After this weekend's barbeques and fireworks displays, you might wonder why some people wind up covered in mosquito welts and others are bite-free. It's not a coincidence. Each person's individual body chemistry determines how many mosquitoes will come calling.According to Joe Conlon, a medical entomologist who advises the American Mosquito Control Association, the insects can detect their targets from nearly 100 feet away. But what are they seeking? Mostly the scent of carbon dioxide and lactic acid, two compounds that indicate to the hematophagous—or blood-sucking—pests that their next landing pad is nearby. (It's worth noting that when a female mosquito latches on to you, she's not looking for food; instead, she sucks out blood to help fertilize her eggs … that's why males don't "bite").Carbon dioxide and lactic acid are released whenever we breathe or sweat, but the emission rates vary by person. Larger people and pregnant woman, for example, have higher levels and are more...
  • Oprah’s Big Enough Give

    When the Oprah store debuted in Chicago last month, shoppers snapped up affordable cosmetic cases, dog leashes and other items emblazoned with the mogul's signature "O." But the best bargains were in "Oprah's Closet," a small, unadvertised section of the store that sells her previously worn designer clothes at cut-rate prices to raise money for her charity, the Angel Network. Oprah's red Manolo Blahnik heels, for instance, are just $300, about half the retail price for similar shoes at Neiman Marcus and a fraction of what other Oprah-touched items have fetched at open auctions. Nice—but the gambit does raise a tiny ethical quandary: if she's doing it for charity, is she obliged to maximize the return? Or is it OK for her to engage in charity-lite if it helps less-affluent fans get a piece of the action? Don Halcombe, a spokesman for Winfrey's Harpo Inc., says it was "important to Oprah" that her castoffs be accessibly priced. And according to Noah Pickus, director of Duke's Kenan...
  • Intergalactic Artwork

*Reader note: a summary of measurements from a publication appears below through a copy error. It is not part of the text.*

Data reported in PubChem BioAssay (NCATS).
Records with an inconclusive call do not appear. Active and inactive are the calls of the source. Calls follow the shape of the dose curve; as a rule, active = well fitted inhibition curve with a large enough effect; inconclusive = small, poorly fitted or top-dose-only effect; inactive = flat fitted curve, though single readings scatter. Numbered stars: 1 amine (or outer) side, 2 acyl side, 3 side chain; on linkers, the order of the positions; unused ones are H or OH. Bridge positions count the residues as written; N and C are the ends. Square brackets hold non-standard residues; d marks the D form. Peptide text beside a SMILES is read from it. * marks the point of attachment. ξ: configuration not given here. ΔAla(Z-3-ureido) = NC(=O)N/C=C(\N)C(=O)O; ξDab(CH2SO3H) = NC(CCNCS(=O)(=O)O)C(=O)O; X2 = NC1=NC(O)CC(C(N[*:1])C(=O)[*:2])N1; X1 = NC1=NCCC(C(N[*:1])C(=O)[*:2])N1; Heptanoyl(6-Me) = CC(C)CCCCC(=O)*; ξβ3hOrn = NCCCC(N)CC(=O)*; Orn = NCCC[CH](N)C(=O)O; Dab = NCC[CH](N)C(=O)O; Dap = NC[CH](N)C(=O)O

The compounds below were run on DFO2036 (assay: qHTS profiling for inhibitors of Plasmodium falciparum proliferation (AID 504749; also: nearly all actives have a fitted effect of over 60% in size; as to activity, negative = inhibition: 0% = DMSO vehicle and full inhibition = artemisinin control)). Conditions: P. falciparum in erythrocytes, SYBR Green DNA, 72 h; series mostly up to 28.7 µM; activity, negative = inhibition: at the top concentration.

For art collectors willing to spend a cool million, the latest must-have objects are falling from the sky. Big names like Steven Spielberg, Nicolas Cage and Yo-Yo Ma are buying meteorites at prices that are out of this world. On Oct. 28, Bonhams auctioneers will hold their first-ever sale devoted to them, and some lots are expected to fetch into the seven figures. "The natural world is making a foray into the art world," says Barbara Tapp, editor of Art & Antiques. "Given global warming, these pieces reflect attention on how our world is changing." Esthetic meteorites, as they're called, are mostly iron-based and admired for their sculptural beauty. Private dealers trade rare finds, such as lunar rocks, with museums for less scientifically significant—but more decorative—meteorites. The jewel of the Bonhams sale is the crown piece of the American Museum of Natural History's Willamette meteorite, priced at $1.3 million. "Scientists don't care about money," says Darryl Pitt, who...
  • What's O.J.'s Heisman Trophy Worth Today?

    The Juice's arrest shines a bright light on the murky world of memorabilia. Will the price of his items spike, or plunge? A veteran appraiser offers a tour of some of the market's more outlandish offerings.
  • Could You Live Without China?

    Author Sara Bongiorni and her family spent a year avoiding anything with a 'Made In China' label. The experience was more difficult—and expensive—than you might imagine.
  • Why I Love Facebook

    Facebook has become the dry-erase tabula rasa of my life—and of my 1, 042 closest friends (and counting).